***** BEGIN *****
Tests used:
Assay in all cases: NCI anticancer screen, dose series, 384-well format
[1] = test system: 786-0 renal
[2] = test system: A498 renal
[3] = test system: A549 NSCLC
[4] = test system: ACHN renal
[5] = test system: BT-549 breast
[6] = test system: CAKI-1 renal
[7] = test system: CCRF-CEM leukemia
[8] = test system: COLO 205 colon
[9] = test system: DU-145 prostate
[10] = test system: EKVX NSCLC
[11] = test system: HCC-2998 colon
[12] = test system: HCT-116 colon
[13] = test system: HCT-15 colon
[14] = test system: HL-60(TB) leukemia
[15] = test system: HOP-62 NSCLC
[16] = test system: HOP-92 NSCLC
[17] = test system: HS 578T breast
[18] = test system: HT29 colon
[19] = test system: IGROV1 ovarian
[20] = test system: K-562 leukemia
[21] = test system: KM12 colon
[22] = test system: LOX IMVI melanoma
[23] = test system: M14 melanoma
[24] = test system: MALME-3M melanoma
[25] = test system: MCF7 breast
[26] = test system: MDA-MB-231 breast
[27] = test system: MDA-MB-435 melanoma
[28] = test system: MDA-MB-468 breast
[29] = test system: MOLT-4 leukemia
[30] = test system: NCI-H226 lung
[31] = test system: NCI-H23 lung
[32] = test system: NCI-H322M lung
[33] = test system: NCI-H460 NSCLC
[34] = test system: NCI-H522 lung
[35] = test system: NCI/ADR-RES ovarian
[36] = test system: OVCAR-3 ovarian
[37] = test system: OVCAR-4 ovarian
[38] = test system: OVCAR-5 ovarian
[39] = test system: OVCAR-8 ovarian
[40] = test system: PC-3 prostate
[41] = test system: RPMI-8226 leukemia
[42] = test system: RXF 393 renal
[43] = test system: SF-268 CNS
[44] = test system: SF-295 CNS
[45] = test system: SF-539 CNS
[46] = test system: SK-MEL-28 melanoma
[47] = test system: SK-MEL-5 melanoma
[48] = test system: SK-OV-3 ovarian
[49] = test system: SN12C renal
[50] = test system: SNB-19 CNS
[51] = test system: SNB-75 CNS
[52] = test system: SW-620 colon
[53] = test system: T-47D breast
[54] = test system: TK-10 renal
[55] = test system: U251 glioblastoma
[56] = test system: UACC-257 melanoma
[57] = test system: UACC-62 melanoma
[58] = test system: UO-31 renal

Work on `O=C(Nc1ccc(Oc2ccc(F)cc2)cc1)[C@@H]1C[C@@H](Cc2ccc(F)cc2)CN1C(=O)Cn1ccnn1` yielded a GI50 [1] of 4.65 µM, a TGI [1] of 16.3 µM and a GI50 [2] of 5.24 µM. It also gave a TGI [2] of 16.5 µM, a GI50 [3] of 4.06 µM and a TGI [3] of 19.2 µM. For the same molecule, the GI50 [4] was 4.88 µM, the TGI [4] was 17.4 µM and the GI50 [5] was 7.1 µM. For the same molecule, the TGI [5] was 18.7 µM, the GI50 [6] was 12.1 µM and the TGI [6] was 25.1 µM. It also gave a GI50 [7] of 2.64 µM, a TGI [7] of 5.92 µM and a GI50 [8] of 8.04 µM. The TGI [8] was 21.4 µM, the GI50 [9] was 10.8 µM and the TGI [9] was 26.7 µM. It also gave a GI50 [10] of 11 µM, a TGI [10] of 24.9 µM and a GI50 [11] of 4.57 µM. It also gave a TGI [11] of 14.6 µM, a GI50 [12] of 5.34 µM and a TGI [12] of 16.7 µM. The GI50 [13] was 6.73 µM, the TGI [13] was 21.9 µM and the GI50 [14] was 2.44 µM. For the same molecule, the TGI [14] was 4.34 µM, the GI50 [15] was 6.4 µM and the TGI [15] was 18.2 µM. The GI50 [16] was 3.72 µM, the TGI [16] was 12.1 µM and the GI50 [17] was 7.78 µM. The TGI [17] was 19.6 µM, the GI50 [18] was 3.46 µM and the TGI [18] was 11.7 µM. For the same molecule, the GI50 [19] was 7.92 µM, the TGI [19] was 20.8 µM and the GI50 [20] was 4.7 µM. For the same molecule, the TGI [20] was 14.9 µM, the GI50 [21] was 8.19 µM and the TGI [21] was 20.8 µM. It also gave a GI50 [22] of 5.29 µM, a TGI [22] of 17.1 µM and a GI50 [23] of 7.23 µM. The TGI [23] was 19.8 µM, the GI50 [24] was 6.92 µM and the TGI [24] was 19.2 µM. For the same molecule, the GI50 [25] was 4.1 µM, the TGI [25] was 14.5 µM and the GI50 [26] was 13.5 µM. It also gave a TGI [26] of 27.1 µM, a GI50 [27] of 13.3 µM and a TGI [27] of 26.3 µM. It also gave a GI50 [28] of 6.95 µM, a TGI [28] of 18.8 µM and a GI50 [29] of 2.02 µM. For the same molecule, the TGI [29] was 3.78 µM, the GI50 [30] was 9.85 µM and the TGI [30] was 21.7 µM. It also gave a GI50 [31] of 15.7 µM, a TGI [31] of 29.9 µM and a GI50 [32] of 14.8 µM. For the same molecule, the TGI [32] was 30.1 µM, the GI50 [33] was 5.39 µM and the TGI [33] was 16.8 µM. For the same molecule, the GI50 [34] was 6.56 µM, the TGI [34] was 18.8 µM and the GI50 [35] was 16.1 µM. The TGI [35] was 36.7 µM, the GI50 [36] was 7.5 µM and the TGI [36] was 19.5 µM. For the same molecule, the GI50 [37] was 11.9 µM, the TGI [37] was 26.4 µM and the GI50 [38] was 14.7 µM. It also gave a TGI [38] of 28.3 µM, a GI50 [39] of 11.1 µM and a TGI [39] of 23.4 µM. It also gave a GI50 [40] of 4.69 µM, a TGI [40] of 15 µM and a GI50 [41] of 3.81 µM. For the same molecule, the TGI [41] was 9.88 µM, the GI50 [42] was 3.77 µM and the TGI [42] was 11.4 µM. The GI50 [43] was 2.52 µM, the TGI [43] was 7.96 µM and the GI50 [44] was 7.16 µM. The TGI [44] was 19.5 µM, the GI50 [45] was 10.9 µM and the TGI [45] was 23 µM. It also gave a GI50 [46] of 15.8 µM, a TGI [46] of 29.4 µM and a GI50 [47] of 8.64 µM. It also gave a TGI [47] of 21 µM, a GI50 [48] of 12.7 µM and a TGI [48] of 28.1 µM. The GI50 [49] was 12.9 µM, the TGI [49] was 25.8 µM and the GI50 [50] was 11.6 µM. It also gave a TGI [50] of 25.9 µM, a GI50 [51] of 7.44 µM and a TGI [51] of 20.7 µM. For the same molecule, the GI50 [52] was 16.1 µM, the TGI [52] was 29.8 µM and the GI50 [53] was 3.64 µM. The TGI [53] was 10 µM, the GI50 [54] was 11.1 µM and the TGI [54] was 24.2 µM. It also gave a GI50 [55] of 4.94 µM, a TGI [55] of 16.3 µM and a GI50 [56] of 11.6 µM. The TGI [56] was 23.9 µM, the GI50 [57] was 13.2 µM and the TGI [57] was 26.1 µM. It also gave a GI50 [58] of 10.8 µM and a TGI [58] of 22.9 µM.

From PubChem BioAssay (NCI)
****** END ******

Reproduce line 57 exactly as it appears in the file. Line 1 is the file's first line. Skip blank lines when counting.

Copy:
[55] = test system: U251 glioblastoma